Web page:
In our last post, we discussed the importance of viewing cyber security as more than just a technical problem your IT people need to address. Instead, we outlined the three major security pillars Daystar views as fundamental to an effective cyber security strategy. These pillars – technology, process, and policy – depend on the active participation and alignment of both your business IT and operations executives.

Now that we’ve explored what comprises a business’ cyber security strategy, let’s take a closer look at implementation. While executing and honing these pillars is certainly a process – and not one that should be rushed – there are ways business and IT can work together to collectively manage security technology, process, and policy.

 

Buy in

One of the primary points in Part I was that managing security is no longer about firewalls and anti-virus. It is, instead, largely about policy and process – mitigating threats must be a holistic endeavor, from putting the correct technology in place to enacting the proper processes and codifying them in company-wide policy. This will inevitably require time, patience, and revisions. Without your full support, an IT partner can truly only administer the technology pillar, as the other two pillars are firmly grounded in your business, your workflow, and your staff.

Another important piece of ‘buying in’ is making sure the right resources are involved on your end.  Engage your managers and those knowledgeable in operations and departmental workflow to outline your own ‘best practice’ when it comes to things like:

  • Data retention (according to your industry and compliance)
  • Physical and logical access to network resources
  • Bring your own device (BYOD)/mobile device management (MDM)
  • Line of business software access

We work with our clients to see how their expectations and goals dovetail with the technology at hand to design solutions that work for them.  Be sure that you do the same. Get the right people, from the technical and business sides, around the table to provide input and develop a plan that works for your business.

 

Create a WISP

Creating a written information security policy (WISP) is a great first step in getting this very, very important ball rolling. A WISP provides a jumping off point for identifying weak links in all three pillars, as it helps to outline the structure of the pillars themselves (“Wait, we aren’t enforcing any password policies for our entire staff?!”).

Although the initial workload for creating a WISP is substantial for both, know that the initial build-out is always the most time consuming, and everything subsequent to that is crypto-gravy.

 

Be patient and accept process changes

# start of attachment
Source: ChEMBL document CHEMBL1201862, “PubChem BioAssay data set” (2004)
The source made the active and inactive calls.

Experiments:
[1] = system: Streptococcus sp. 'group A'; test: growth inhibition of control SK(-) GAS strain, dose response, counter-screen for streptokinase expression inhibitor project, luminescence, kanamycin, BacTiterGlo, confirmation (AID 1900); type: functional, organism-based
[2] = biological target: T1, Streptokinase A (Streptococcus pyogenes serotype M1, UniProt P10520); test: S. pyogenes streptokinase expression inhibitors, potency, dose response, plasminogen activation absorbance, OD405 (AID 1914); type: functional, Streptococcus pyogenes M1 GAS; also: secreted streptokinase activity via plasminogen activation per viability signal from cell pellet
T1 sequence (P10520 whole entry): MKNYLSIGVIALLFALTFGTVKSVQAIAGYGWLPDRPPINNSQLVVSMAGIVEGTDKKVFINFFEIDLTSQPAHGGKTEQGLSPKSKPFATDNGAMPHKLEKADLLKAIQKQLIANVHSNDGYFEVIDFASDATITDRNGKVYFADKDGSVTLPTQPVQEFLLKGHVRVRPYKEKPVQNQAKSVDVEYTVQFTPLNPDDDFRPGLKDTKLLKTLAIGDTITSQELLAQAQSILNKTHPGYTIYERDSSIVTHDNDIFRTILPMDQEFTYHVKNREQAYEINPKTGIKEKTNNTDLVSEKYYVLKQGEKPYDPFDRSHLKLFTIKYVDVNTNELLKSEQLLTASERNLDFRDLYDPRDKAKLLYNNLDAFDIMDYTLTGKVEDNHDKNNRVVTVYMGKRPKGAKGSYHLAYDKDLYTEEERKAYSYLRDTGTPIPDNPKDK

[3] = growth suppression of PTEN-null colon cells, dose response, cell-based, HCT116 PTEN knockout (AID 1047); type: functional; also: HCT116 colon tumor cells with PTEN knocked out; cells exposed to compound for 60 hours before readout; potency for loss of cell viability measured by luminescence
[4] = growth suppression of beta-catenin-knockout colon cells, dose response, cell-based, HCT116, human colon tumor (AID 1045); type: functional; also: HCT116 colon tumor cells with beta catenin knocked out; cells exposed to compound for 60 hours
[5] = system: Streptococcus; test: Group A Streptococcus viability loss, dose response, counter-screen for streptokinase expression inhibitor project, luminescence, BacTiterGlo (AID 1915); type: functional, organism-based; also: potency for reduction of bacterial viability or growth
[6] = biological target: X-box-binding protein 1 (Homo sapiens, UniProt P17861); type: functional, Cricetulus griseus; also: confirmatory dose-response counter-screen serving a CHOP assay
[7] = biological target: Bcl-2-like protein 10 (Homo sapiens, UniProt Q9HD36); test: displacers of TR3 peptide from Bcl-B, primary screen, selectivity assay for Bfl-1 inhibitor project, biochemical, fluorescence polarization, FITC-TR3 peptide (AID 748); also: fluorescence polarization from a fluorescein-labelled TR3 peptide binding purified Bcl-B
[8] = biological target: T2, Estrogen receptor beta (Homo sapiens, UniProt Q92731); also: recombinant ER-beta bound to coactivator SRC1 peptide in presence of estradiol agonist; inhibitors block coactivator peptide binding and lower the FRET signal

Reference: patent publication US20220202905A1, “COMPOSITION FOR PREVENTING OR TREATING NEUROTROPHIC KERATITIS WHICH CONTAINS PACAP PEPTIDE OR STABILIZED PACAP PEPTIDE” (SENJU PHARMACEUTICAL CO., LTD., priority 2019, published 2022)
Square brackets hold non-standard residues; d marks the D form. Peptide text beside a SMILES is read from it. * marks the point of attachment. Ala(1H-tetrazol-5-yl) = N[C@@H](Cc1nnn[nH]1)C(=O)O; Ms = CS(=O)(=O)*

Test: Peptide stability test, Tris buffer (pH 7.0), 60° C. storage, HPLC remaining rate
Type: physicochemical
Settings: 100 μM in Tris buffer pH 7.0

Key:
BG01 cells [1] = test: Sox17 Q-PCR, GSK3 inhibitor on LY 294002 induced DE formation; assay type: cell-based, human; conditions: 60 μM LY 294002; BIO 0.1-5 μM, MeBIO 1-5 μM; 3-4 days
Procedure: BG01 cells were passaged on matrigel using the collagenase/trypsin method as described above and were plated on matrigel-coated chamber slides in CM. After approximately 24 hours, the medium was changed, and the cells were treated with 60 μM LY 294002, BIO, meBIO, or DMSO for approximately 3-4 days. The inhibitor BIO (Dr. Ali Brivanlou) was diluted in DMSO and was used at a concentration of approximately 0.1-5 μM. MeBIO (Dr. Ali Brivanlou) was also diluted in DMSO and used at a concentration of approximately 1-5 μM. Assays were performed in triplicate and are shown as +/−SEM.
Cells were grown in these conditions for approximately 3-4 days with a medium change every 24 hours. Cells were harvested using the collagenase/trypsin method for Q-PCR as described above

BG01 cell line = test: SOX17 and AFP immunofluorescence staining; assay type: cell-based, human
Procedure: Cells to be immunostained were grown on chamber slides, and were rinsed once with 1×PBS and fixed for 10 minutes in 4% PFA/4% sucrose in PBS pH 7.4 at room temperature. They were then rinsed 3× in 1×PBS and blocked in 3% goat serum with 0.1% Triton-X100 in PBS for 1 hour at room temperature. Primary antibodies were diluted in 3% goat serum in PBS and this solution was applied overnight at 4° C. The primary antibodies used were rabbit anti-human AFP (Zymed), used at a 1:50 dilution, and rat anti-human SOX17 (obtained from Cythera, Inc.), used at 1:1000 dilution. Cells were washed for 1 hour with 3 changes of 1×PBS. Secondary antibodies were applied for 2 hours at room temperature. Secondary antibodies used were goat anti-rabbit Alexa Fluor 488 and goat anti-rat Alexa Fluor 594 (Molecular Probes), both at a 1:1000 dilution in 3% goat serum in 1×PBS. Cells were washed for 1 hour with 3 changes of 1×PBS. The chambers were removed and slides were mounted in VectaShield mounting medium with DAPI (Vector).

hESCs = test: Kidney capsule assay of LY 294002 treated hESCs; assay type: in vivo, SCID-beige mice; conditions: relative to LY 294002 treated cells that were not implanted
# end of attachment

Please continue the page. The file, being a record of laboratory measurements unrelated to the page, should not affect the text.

Here’s the honest truth: heightened technical security controls, purposefully designed and constructed internal processes, and sharply enforced IT policies will initially make things more challenging for your users. There will be a learning curve. There are some sysadmins and security professionals out there who would argue the opposite, and while they might be right for their specific platform or environment, they’re also very much the minority. For most small to medium sized business with limited resources, industry-standard security implementations force an additional layer of administrative overheard on your users.

For example:

  • 2-factor authentication requires an extra step when logging into platforms much of the time
  • Password expiration forces staff to take a few moments to update passwords on a regular basis
  • Asking that staff go to a manager to facilitate the deletion of data is a couple of additional minutes out of everyone’s week
  • Using a VPN to connect to network resources when out of the office requires additional software and knowledge

However, this added inconvenience is exactly what is contributing to the overall security of your network and your data. Let’s purposefully flip the table, and view the added time dedicated to security as a measure of success, rather than an inefficiency to be lamented.

 

Lifelong learning

With a fluid threat landscape and dynamic attack vectors, security is a vast and evolving industry, which is exactly the reason so many enterprise-level companies dedicate the internal resources to it that they do.  Keeping up requires you to stay educated and to regularly be putting your network and policies to the test.

While this might sound technical and time consuming, it doesn’t have to be. Daystar utilizes an ongoing employee testing and education platform to monitor the risk associated with your staff’s knowledge, and provide the necessary training as the need arises, particularly stressing the importance of defending against business e-mail compromises (phishing, spoofing, ransomware).  This is also why we recommend regular internal and external penetration testing, particularly if your industry’s compliance requirements demand it. These ongoing platforms help to ensure that the pillars of security remain as strong as possible in the face of a challenging and demanding field.

 

Successfully implementing an effective cyber security strategy takes time, effort, and participation. However, the alternative is unacceptable in today’s business climate. Gather the right people, develop a security plan, support your team through changes, and provide ongoing training and verification. It won’t happen overnight; take it one step at a time and soon you’ll be well on your way to improving your business data and IT security.

 

Learn more about Daystar’s cyber security services!